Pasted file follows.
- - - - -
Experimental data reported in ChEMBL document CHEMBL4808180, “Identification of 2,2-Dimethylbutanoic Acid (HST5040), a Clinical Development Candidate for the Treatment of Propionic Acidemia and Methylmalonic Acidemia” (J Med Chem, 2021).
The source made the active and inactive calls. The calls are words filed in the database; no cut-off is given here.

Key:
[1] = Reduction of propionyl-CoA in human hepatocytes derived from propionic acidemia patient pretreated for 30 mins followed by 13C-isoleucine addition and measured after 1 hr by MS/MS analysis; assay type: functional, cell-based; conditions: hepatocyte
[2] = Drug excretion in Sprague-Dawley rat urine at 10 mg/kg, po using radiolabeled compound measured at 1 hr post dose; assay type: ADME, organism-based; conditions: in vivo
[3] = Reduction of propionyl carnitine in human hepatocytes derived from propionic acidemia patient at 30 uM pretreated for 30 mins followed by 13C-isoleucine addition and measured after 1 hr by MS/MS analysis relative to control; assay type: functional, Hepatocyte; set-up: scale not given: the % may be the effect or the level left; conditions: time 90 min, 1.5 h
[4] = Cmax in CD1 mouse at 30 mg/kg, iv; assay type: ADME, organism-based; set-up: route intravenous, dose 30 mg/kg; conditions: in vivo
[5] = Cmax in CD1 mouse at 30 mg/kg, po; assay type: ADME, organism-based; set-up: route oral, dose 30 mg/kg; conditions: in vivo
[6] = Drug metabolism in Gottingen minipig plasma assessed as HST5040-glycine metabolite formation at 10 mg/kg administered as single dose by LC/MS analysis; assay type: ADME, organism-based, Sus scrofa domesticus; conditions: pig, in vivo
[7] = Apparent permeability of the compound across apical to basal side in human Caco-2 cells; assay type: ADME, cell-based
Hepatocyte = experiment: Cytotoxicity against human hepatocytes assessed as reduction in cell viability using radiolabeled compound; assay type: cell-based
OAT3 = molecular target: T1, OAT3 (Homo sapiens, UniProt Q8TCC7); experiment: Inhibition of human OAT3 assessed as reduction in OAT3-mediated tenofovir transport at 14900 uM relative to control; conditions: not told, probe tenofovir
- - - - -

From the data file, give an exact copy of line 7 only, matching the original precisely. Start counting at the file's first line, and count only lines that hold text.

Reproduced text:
[4] = Cmax in CD1 mouse at 30 mg/kg, iv; assay type: ADME, organism-based; set-up: route intravenous, dose 30 mg/kg; conditions: in vivo